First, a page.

I would love to buy factory direct to bypass the dealer network bullshit -- I have never left a dealership or dealership service dept. without the feeling of just having been screwed.
      • 9 Years Ago
      As a savvy consumer do you really think that in the long run you can save money by purchasing factory direct? In the early eighties the government increased the tarrif on imported trucks to 25 petrcent, this was to give the big three a price advantage with their rangers and S10s. Within a couple of weeks ford and gm increased their prices at the wholesale end so that the only result was higher prices to the consumer and increased profits to the manufacturer.
      Also. if your local dealer is eliminated who do you think is going to provide you with a selection of product when you purchase and carry large inventories of product that allow the manufacturer an efficient scale of operation? If you haven't figured it out, I;ll tell you- no one. Your cost will go up.
      Do yo want to deal on line? Without the dealer you will eliminate that source of info (admit it, you do look at the cars an test drive them at a dealership with no concern that you are taking time from the representative there).
      Do you want to deal on line? How would you like to try to arrange delivery with GM and see how many ways they can screw things up and how concerned they are with one schmo that buys one car every three or four years or less? Think thats hard, try dealing w/products coming out of indonesia or europe.
      Do you want to deal on line? I hope you're good with finances because if you think that there are a lot of things about the dealer that annoy you just wait tillyou start dealing with all the "honest and reputable" on line scam artists.
      When the manufacturers trim production because they no longer have thosands of dealers to inventory hundreds of thousands of cars do you think your price will go up or down?
      When the manufacturer has a design flaw(it's not always a conspiracy) would you rather deal directly with Bill Ford(he won't take your call) again you are one schmo or do you think your local dealer(Multi million dollar customer to the factory)stands a better chance of getting someone to do the right thing. Every year there are huge number of service campaigns that are instigated by the dealer network.
      There is a lot that can go wrong with the purchase of a car or truck, but without a local dealer it would be a lot worse.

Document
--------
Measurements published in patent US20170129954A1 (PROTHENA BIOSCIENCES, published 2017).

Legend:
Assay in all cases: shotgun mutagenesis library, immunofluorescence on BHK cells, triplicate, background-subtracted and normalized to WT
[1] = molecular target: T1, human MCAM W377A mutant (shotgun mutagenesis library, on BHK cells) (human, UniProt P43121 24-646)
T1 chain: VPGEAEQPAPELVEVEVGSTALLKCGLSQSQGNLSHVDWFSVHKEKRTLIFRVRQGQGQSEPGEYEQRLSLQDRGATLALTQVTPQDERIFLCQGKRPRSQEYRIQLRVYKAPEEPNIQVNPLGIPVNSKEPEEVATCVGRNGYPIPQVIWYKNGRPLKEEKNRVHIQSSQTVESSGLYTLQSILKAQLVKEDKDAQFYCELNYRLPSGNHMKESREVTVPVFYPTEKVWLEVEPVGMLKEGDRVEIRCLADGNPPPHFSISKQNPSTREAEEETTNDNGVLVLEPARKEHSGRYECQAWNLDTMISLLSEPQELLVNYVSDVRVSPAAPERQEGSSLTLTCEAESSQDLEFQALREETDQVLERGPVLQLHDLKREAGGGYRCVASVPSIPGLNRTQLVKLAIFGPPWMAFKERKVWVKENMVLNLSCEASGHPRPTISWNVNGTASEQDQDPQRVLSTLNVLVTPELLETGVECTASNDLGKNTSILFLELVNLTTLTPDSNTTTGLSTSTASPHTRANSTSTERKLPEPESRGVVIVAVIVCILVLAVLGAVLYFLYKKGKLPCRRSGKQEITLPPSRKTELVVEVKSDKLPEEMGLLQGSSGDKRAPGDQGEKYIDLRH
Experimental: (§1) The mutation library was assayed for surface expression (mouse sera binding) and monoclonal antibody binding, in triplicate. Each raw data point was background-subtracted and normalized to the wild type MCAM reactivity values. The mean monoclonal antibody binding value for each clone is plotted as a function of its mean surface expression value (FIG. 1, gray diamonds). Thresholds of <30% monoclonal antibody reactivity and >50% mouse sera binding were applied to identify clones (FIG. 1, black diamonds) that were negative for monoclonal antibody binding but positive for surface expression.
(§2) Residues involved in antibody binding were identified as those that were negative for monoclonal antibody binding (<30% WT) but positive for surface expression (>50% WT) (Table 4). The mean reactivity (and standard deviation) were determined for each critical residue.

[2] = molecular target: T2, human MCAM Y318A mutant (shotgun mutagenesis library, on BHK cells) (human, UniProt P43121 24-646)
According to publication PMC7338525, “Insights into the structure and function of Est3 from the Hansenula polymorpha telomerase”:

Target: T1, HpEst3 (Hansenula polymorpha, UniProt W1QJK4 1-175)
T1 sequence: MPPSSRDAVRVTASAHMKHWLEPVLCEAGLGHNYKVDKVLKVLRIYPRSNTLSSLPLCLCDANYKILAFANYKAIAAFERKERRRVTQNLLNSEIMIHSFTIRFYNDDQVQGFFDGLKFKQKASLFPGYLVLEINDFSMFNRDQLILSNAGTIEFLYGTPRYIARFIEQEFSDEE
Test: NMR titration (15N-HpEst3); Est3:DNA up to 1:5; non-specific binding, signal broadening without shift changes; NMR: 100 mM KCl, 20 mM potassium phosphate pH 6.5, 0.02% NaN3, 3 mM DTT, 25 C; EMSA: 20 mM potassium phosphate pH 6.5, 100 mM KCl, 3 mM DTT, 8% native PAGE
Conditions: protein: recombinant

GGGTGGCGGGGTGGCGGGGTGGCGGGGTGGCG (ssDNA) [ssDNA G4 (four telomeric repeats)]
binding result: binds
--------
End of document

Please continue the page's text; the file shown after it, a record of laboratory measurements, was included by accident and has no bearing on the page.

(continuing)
• 9 Years Ago
      Buyers are getting exactly what they pay for (most of the time anyway).

      Imagine you own a distributorship. You pay your employees 25% of whatever up front profit margin you make on selling say.... very complicated and stylish widgits that cost you an average of $20,000 per model to stock. You stock hundreds. Now imagine a customer comes in, grills your employees, makes them demonstrate the widgits's functionality, and finally offers $100 over your cost for one of these widgets. Not only is it an insult to the distributor (you) who has spent millions building a nice showroom and workshop, but the salesperson makes exactly $25 before taxes.

      Say the average salesperson sells between 10 and 20 widgits during Winter, and 20 to 30 during Summer. To reach that level, they must work evenings, weekends, holidays, and pretty much any time other people have time off (meaning they don't get any family time themselves). Since they are considered independent contractors, they can work any hours they please. To make a living, they work 60 to 80 hours a week during the times when most people are socializing and going out. That's $500 a month in Winter (best case), and $750 in Summer. What kind of help do you think you're going to get?

      Now throw in the rejection, the humiliation from other people who don't even see you as human, and passing off insults that would get them decked by a knuckle sandwich in most other social situations. A lot of car nuts try out car sales, only to realize it has very little to do with cars, and everything to people management - of the abusive type.

      Who do you think you're going to attract? Only the most motivated and creative people are going to stick around. It's also going to draw the scamsters and shysters.

      Yes, the average public is not made up of innocent lambs, but rather are responsible for breeding the wolves that prey on them.


      As for the factory selling direct, it's the last thing they want. They want those highly motivated dealers out there willing to cut throats to get numbers because the factory always makes it's cut - only the dealers get shafted. They don't want the administration, overhead, and other costs of running a dealership. Besides, they don't want to deal with test drives, problem cars, financing iffy credit, and all sorts of liability issues. They wouldn't want Costco selling cars because Costco doesn't do test drives (to the best of my knowledge), doesn't give a sense of brand identity, nor would they differentiate between brands with specialized presentations. Is Costco going to service cars too? Who wants to wait in that lineup or waiting room!

      Besides, as others point out, if the factory sets up deals with these large retailers and they are fixed price, then in the end the prices will go up for consumers because there won't be any competition. Talk about monopoly! Guess it's the lambs demanding more and bigger wolves because they only see the small picture.